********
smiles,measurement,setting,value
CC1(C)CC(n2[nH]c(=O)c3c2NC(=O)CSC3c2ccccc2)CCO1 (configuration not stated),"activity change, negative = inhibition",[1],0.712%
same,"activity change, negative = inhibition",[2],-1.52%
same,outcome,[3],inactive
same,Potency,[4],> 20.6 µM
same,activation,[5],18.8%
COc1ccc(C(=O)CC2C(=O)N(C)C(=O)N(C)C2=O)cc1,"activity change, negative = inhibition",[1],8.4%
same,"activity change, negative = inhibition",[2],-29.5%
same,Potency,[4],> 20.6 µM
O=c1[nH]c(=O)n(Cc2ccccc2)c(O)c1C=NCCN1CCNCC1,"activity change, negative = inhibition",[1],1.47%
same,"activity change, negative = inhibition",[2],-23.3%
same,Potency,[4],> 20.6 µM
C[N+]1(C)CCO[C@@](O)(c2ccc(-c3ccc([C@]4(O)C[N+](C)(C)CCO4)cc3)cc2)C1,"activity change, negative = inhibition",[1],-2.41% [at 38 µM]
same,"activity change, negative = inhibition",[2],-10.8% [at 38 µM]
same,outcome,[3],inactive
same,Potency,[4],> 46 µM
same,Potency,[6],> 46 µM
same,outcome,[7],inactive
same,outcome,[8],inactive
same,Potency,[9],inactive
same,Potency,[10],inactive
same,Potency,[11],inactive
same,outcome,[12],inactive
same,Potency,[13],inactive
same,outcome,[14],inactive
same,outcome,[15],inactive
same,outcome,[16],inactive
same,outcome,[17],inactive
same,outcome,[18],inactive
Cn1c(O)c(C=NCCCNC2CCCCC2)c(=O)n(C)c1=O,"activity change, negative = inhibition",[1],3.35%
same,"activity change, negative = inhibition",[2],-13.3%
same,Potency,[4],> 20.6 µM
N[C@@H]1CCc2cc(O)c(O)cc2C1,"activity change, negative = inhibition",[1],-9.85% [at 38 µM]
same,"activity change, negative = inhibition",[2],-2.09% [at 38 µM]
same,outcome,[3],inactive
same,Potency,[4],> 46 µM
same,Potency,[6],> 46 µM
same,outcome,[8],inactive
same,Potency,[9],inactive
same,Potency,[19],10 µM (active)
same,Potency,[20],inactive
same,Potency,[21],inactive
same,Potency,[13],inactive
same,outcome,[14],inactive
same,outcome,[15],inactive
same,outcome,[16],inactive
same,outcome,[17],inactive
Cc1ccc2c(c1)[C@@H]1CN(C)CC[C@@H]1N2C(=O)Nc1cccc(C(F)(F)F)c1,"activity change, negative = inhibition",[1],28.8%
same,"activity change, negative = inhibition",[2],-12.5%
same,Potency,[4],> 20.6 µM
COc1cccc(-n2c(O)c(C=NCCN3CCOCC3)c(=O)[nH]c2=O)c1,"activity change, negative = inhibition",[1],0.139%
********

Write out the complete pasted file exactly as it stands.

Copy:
smiles,measurement,setting,value
CC1(C)CC(n2[nH]c(=O)c3c2NC(=O)CSC3c2ccccc2)CCO1 (configuration not stated),"activity change, negative = inhibition",[1],0.712%
same,"activity change, negative = inhibition",[2],-1.52%
same,outcome,[3],inactive
same,Potency,[4],> 20.6 µM
same,activation,[5],18.8%
COc1ccc(C(=O)CC2C(=O)N(C)C(=O)N(C)C2=O)cc1,"activity change, negative = inhibition",[1],8.4%
same,"activity change, negative = inhibition",[2],-29.5%
same,Potency,[4],> 20.6 µM
O=c1[nH]c(=O)n(Cc2ccccc2)c(O)c1C=NCCN1CCNCC1,"activity change, negative = inhibition",[1],1.47%
same,"activity change, negative = inhibition",[2],-23.3%
same,Potency,[4],> 20.6 µM
C[N+]1(C)CCO[C@@](O)(c2ccc(-c3ccc([C@]4(O)C[N+](C)(C)CCO4)cc3)cc2)C1,"activity change, negative = inhibition",[1],-2.41% [at 38 µM]
same,"activity change, negative = inhibition",[2],-10.8% [at 38 µM]
same,outcome,[3],inactive
same,Potency,[4],> 46 µM
same,Potency,[6],> 46 µM
same,outcome,[7],inactive
same,outcome,[8],inactive
same,Potency,[9],inactive
same,Potency,[10],inactive
same,Potency,[11],inactive
same,outcome,[12],inactive
same,Potency,[13],inactive
same,outcome,[14],inactive
same,outcome,[15],inactive
same,outcome,[16],inactive
same,outcome,[17],inactive
same,outcome,[18],inactive
Cn1c(O)c(C=NCCCNC2CCCCC2)c(=O)n(C)c1=O,"activity change, negative = inhibition",[1],3.35%
same,"activity change, negative = inhibition",[2],-13.3%
same,Potency,[4],> 20.6 µM
N[C@@H]1CCc2cc(O)c(O)cc2C1,"activity change, negative = inhibition",[1],-9.85% [at 38 µM]
same,"activity change, negative = inhibition",[2],-2.09% [at 38 µM]
same,outcome,[3],inactive
same,Potency,[4],> 46 µM
same,Potency,[6],> 46 µM
same,outcome,[8],inactive
same,Potency,[9],inactive
same,Potency,[19],10 µM (active)
same,Potency,[20],inactive
same,Potency,[21],inactive
same,Potency,[13],inactive
same,outcome,[14],inactive
same,outcome,[15],inactive
same,outcome,[16],inactive
same,outcome,[17],inactive
Cc1ccc2c(c1)[C@@H]1CN(C)CC[C@@H]1N2C(=O)Nc1cccc(C(F)(F)F)c1,"activity change, negative = inhibition",[1],28.8%
same,"activity change, negative = inhibition",[2],-12.5%
same,Potency,[4],> 20.6 µM
COc1cccc(-n2c(O)c(C=NCCN3CCOCC3)c(=O)[nH]c2=O)c1,"activity change, negative = inhibition",[1],0.139%